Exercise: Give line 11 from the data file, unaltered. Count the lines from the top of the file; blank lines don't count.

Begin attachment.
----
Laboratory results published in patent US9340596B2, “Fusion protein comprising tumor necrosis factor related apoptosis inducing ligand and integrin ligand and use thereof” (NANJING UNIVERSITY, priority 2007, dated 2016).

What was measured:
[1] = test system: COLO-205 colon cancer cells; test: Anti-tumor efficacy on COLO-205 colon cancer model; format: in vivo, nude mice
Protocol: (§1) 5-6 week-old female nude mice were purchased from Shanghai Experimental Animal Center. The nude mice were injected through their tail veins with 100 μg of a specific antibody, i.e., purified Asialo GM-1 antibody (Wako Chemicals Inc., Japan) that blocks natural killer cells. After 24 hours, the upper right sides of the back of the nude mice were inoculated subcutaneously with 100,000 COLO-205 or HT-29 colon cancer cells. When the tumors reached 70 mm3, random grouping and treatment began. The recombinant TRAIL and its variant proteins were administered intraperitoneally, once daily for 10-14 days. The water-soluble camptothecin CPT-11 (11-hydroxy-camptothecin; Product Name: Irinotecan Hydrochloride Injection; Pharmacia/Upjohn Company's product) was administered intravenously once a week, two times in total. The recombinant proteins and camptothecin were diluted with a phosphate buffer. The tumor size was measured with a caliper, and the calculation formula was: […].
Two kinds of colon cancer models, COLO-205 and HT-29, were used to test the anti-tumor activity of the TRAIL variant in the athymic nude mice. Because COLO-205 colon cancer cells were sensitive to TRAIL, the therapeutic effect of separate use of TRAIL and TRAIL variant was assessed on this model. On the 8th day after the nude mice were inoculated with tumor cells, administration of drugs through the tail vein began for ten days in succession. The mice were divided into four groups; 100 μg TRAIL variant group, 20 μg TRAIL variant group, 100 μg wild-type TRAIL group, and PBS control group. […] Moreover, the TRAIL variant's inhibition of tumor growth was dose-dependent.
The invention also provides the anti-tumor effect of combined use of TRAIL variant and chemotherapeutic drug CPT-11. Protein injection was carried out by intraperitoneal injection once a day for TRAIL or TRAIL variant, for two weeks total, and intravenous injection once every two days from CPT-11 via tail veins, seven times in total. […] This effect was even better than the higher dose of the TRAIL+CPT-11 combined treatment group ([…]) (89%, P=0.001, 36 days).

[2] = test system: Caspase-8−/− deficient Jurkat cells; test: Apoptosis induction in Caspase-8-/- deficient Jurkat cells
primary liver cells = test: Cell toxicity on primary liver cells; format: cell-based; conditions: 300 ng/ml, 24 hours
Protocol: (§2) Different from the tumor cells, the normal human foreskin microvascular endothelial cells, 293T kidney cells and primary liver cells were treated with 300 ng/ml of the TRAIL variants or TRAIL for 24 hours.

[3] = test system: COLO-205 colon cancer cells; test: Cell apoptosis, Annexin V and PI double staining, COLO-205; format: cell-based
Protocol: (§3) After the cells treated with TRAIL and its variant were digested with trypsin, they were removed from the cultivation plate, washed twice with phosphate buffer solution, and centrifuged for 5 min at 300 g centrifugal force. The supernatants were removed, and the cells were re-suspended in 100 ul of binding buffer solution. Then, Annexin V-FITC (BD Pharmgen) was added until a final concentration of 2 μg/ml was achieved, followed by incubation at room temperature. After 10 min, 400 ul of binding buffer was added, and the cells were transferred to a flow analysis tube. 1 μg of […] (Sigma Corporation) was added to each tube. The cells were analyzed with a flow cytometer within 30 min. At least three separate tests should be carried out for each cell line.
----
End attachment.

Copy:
Protocol: (§3) After the cells treated with TRAIL and its variant were digested with trypsin, they were removed from the cultivation plate, washed twice with phosphate buffer solution, and centrifuged for 5 min at 300 g centrifugal force. The supernatants were removed, and the cells were re-suspended in 100 ul of binding buffer solution. Then, Annexin V-FITC (BD Pharmgen) was added until a final concentration of 2 μg/ml was achieved, followed by incubation at room temperature. After 10 min, 400 ul of binding buffer was added, and the cells were transferred to a flow analysis tube. 1 μg of […] (Sigma Corporation) was added to each tube. The cells were analyzed with a flow cytometer within 30 min. At least three separate tests should be carried out for each cell line.